A sparkle in the debate about the word ʾāmīn

Jean Druel, “A sparkle in the debate about the word ʾāmīn used in supplication and its rules in Arabic, by ʾAbū Muḥammad Ibn al-Ḫaššāb (d. 567/1172), an annotated translation”, in Beata Sheyhatovitch & Almog Kasher (editors), From Sībawayhi to ʾAḥmad Ḥasan al-Zayyāt: New angles on the Arabic linguistic tradition, Leiden & Boston: Brill, pages 123‒140.

How to talk about Islam in a Catholic newspaper?

Anne-Bénédicte Hoffner

Journalist at La Croix

icon-calendar Sunday February 16ᵗʰ, 2020

 

We asked Anne-Bénédicte Hoffner, who was in charge of the section on Islam for several years at the newspaper La Croix, to reflect on her experience. Knowing practically nothing about Islam when she accepted that position, she embarked on the adventure to cover both the Islamic-Christian dialogue and Islam in France. Through meetings and many field visits, she built for herself a comprehensive address book (the large Islamic associations, mosques and cultural centers, Muslims or non-Muslim thinkers and Islamic Scholars, believers and sceptics) and she developed for herself a course of action: to deal separately with Islam and Islamic-Christian dialogue, to take seriously the religious motivations behind the violence sometimes committed in the name of Islam, to talk about the Eastern Christians of the East without pinning what they experiment in the East on the situation in France, not to give a voice to those who use verbal abuse on social networks.

The constructive and nonviolent management of religious pluralism is certainly an issue as important as the global warming today. Catholics have a role to play in this field because they know what it means to believe and they can understand what is a faithful rationality confronted to the questions posed by the contemporary world.

A first reading of Le Coran des historiens (Cerf, 2019)

Adrien de Jarmy

PhD candidate at Sorbonne Université, IDEO/IFAO Fellow

icon-calendar Tuesday February 11ᵗʰ, 2020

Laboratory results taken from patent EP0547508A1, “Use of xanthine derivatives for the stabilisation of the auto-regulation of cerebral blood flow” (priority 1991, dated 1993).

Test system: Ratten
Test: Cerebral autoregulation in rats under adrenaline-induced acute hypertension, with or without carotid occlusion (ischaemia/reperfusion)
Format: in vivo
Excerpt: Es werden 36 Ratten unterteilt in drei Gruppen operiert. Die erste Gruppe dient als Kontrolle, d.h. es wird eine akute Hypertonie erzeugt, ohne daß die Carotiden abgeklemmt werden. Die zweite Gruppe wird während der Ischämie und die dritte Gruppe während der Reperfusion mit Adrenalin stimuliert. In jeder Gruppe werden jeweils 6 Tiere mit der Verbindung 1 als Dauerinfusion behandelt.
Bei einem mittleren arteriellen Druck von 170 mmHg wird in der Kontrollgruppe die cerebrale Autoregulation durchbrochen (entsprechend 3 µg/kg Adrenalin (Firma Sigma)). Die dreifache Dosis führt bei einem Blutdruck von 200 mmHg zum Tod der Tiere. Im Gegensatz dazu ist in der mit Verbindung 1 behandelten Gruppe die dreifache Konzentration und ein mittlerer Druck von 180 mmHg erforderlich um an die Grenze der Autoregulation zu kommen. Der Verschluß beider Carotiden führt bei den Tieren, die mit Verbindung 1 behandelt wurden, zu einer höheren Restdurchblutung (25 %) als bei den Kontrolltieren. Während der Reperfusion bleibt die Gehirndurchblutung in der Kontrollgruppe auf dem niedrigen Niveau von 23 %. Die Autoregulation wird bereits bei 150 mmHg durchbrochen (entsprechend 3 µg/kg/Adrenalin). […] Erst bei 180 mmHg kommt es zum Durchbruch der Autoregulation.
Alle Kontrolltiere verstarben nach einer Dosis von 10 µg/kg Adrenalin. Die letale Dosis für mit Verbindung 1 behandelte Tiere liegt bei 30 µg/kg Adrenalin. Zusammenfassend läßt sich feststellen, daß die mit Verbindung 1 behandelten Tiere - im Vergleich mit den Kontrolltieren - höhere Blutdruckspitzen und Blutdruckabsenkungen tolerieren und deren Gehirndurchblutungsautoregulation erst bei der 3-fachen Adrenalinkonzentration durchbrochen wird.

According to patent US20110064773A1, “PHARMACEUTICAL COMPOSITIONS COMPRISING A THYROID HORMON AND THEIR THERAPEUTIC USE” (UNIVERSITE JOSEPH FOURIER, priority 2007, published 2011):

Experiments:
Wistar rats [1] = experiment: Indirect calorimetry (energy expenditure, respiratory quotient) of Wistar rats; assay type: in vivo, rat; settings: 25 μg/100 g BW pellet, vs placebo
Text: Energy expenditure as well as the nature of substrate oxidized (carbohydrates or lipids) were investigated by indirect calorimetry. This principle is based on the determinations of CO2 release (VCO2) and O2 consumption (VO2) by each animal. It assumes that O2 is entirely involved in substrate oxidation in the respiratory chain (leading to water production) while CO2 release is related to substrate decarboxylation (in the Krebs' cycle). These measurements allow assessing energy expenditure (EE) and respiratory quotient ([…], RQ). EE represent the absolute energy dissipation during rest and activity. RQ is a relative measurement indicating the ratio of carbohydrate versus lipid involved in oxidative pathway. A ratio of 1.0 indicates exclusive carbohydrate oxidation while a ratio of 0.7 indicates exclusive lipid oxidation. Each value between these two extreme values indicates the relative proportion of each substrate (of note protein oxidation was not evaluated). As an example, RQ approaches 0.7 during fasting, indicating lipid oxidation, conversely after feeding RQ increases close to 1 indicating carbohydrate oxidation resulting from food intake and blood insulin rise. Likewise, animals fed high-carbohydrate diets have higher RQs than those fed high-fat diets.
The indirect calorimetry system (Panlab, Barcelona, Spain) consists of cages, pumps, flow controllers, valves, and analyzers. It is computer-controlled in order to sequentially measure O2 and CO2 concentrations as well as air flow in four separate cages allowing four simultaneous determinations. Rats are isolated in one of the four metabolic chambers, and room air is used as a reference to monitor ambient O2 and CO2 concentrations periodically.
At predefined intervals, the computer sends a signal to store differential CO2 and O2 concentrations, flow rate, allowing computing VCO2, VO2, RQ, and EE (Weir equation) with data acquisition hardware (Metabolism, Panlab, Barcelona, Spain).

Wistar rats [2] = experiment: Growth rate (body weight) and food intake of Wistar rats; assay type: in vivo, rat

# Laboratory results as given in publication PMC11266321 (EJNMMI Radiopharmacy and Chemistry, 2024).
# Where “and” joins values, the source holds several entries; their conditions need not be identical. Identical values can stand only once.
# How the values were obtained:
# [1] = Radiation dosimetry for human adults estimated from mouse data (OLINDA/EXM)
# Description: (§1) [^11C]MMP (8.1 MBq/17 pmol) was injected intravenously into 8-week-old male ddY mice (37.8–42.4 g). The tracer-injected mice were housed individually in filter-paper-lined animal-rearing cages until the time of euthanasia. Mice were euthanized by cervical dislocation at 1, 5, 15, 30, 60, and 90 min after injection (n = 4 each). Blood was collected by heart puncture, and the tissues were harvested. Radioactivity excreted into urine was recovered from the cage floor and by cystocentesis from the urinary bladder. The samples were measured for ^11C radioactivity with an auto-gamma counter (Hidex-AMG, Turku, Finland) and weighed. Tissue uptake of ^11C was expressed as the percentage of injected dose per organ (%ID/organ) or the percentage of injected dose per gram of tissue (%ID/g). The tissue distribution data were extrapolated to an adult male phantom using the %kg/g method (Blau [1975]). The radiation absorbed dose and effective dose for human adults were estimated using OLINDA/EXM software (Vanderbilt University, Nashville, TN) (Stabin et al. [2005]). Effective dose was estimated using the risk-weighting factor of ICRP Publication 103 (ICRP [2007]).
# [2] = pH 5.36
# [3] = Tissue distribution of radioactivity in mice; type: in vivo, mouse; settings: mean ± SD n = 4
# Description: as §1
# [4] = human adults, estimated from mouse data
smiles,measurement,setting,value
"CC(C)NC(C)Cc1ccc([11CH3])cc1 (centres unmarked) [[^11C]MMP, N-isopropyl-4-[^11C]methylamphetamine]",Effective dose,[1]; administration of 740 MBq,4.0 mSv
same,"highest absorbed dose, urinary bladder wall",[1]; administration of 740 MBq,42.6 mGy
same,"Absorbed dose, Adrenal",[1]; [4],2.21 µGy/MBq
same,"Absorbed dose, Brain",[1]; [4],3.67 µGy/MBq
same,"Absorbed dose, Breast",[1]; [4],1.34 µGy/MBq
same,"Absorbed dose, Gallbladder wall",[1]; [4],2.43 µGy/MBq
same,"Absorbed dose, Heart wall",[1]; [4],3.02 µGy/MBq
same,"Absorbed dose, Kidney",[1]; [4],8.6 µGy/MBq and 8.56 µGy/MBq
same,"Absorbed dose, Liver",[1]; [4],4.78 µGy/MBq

While the classical Muslim exegetical tradition considers the Qurʾān as a starting point, and focuses on clarifying its obscure points by referring to the life of the Prophet and His sayings, the contemporary tendency of many researchers in the West is to consider it as a point of arrival. In other words the Qurʾān is the product of Late Antiquity, which collects previous religious, philosophical and cultural traditions. A third tendency is to study the Qurʾān alone, outside of its Late Antique context and outside of the Islamic tradition.

This Coran des historiens chooses the second approach, that of the context of Late Antiquity, excluding the studies of researchers such as Jacqueline Chabbi or Michel Cuypers who study the Qurʾān for its own sake, or the school of Angelika Neuwirth who does not reject the Islamic tradition as a source of interpretation of the text.

The point of view of Guillaume Dye, one of the two editors of the book, is that the Qurʾān is a complicated, composite text, neither the work of a single man, nor a closed book, but an open collection that builds up gradually in discussion with this Late Antiquity context. Contrary to the Islamic hagiography which gives the Caliph ʿUṯmān (d. 35/656) the role of editor of the text in its final consonantical version, Guillaume Dye identifies the reign of the Umayyad Caliph ʿAbd al-Mālik (d. 86/705) as the political and cultural context that most influenced the text.

The Coran des historiens consists of one volume of twenty historical studies and two volumes of a systematic analysis of the entire Qurʾānic text. It is an essential tool for researchers and readers of the Qurʾān, regardless of their approaches and beliefs.

IDEO Seminars

Featured

We organise seminars and conferences:

  1. A public seminar, devoted to the Classical Arab-Muslim culture. About two sessions monthly, either in Arabic, or French or English. Free of charge and open to all. Subscribe here to receive the invitations. Click here to read the reports of the previous sessions.
  2. The Massignon Seminar, a research seminar for the members of the Institute.
  3. International conferences, in Cairo or elsewhere, whose proceedings are published in MIDEO. Click here to read the reports of these conferences.
  4. Since 2018, IDEO is also co-organizer of the monthly series of conferences “Midan Mounira”, alongside with the French Institute of Egypt, the CEDEJ and the IFAO. Click here to see the reports of the sessions proposed by IDEO.

Searching for the Takārīr in medieval Egypt: a quest to bridge over fragmentary evidence

Hadrien Collet

French Institute for Oriental Archaeology in Cairo

icon-calendar Wednesday January 22ⁿᵈ, 2020